You can visit Sevens at: Henegouwenstraat 38 9000 Ghent.

Mon 2 pm – 6 pm
Tue-Sat 11 am – 6pm.

Make sure to follow them on Instagram and Facebook!

Thank you to the Sevens team for this lovely collab and to Nathalie for involving me and doing the interview!

Photos by the ever so talented Michiel Pelerents.

How Blogs Work

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Those of you who follow me on instagram may have already spotted a few weeks ago that I’m featured in a book! Not just a book, a book about blogging! And it’s a good one! Yes, Stéphanie Duval of 70percentpure wrote down all her knowledge on the matter and interviewed me and some fellow bloggers about their blogging trajectory.


There was no doubt in my mind that Steph was going to do an amazing job, but she really outdid herself. What makes it extra fun, is that you really hear / feel her voice when reading the book. Maybe it’s because I know her, but it’s almost as if we’re talking one on one about the matter. I still get a little thrill every time I see the cover pop up in someone’s Instagram feed, because I keep forgetting that all these people that are buying the book, might be reading my story as well!


Even though I’d been blogging for over eight years (not on NGNG, but you can read all about that here) I’ve found the handbook to be super inspiring! It’s great to read other bloggers’ stories, pick up some new tricks and get confirmation about what you’re doing. For those of you who understand Dutch and don’t have the book yet: get it here!

One + Weekend Blog Awards

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I almost can’t believe it myself, but No Glitter No Glory has turned one year old today! This year has gone faster than I could have ever imagined, and I’ve enjoyed this little place on the internet that is truly my own. Somehow it has helped me rediscover my love for things I thought I’d never have time for after I graduated university, like geeking out over TV-shows and movies, and it has sparked some passions I never knew I was so fond of, like interior design. It’s really been a pleasure!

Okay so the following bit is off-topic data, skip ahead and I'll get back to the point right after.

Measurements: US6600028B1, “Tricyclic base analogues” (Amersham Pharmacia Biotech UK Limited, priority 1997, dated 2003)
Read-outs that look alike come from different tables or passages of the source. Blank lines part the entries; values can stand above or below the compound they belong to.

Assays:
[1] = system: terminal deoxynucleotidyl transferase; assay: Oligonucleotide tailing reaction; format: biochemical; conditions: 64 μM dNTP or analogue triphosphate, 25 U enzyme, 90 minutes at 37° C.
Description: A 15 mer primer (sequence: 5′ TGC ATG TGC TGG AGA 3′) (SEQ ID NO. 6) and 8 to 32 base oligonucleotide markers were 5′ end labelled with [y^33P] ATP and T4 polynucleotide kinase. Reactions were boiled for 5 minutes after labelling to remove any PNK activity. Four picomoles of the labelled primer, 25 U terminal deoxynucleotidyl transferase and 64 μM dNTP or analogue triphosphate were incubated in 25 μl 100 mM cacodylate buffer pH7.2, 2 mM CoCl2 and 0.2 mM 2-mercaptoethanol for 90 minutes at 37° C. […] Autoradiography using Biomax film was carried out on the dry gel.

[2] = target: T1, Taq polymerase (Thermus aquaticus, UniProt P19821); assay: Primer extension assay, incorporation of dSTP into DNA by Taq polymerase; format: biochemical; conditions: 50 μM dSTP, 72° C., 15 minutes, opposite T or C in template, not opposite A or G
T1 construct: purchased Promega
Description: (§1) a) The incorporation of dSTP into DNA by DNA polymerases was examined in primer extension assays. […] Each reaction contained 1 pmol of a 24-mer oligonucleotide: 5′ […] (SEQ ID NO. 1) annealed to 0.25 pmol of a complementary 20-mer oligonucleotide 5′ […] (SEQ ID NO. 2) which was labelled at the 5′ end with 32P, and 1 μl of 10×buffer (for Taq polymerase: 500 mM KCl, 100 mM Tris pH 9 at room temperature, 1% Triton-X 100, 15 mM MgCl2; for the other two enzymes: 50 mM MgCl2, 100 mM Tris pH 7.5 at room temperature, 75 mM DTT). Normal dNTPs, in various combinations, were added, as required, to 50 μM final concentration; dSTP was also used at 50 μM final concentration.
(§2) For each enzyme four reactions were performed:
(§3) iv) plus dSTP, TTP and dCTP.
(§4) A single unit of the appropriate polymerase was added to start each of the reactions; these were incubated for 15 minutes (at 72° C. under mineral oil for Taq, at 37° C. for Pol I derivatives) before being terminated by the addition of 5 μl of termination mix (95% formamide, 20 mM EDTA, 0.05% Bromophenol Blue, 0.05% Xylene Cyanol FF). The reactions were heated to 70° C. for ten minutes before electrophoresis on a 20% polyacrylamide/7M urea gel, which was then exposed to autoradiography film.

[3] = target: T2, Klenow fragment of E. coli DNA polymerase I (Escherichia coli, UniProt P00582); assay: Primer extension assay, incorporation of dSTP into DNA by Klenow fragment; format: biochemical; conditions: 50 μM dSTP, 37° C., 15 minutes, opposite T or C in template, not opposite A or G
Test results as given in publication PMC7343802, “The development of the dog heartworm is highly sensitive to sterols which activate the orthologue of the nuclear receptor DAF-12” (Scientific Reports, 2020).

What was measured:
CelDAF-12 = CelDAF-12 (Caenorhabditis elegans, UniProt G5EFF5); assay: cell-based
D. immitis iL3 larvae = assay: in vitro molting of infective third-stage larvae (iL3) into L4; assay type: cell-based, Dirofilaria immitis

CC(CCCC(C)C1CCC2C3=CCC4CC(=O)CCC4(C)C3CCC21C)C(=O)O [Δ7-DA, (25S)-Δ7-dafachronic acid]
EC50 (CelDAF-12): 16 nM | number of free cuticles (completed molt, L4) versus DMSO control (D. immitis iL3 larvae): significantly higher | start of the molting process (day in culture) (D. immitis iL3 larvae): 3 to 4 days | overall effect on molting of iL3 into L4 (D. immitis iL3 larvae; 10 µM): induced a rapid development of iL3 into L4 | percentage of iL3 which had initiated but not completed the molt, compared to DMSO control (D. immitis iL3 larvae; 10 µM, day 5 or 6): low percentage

Some of you may know that before there was No Glitter No Glory, there was Ella & Louise, a blog that I’m proud to say has won the Weekend Blog Award in the Fashion category not one, but two times in the past two years. Something that felt like a great reward, and I can truly say Marijs and I were surprised both times our name was called.

I’m so honored to be nominated in the Best Newcomer category with No Glitter No Glory (alongside some tough competition including my friend Marijs). I’d be so grateful for your vote, three out of three would be beyond my wildest dreams. You can vote here.

IMG_9402kopiekopie chopchop2 spotted2 badkamer badkamer2 DSC_8801

animauxspeciaux2F1220020 wedding DSC_0657 10561188_1448429978760894_644336456_n Santorini5 London5 Checked IMG_9834 DSC_8779 marmer_bookshelves_dietervandervelpen_05 nicethings1 roar2 the-grand-budapest DSC_6909 DSC_4970 MiuMiu studded loafers Office Clean_Lines3 DSC_6250 DSC_8650 Hat3 DSC_6122 RIStyleInsider4 IMG_0970kl Greensweater-hossskirt



Images by me & Dieter, Marijs, Sarah Bourguignon, Michiel Pelerents, NathaliePaulien & Tom Verstraeten

Chop Chop

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After I chopped my hair shoulder length last year, I decided to go for a slightly bigger change this fall and have my favorite hairdresser in town Hiske  cut my hair a little shorter. After all, there is no better time than autumn a.k.a the dawn of the New Fashion Year, to embrace sartorial / beauty changes. Now that the initial shock is wearing off (my hair was getting quite long again), I’m happy with the decision of the short bob and excited to start playing around with how to style it.